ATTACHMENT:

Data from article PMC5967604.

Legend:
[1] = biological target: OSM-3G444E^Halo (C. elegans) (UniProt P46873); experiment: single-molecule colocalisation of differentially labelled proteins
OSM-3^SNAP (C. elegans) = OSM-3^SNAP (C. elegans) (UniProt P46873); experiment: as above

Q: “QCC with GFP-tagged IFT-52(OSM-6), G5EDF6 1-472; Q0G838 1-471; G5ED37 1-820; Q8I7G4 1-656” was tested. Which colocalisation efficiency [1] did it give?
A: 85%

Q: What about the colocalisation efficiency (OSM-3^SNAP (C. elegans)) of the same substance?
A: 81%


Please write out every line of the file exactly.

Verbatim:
Data from article PMC5967604.

Legend:
[1] = biological target: OSM-3G444E^Halo (C. elegans) (UniProt P46873); experiment: single-molecule colocalisation of differentially labelled proteins
OSM-3^SNAP (C. elegans) = OSM-3^SNAP (C. elegans) (UniProt P46873); experiment: as above

Q: “QCC with GFP-tagged IFT-52(OSM-6), G5EDF6 1-472; Q0G838 1-471; G5ED37 1-820; Q8I7G4 1-656” was tested. Which colocalisation efficiency [1] did it give?
A: 85%

Q: What about the colocalisation efficiency (OSM-3^SNAP (C. elegans)) of the same substance?
A: 81%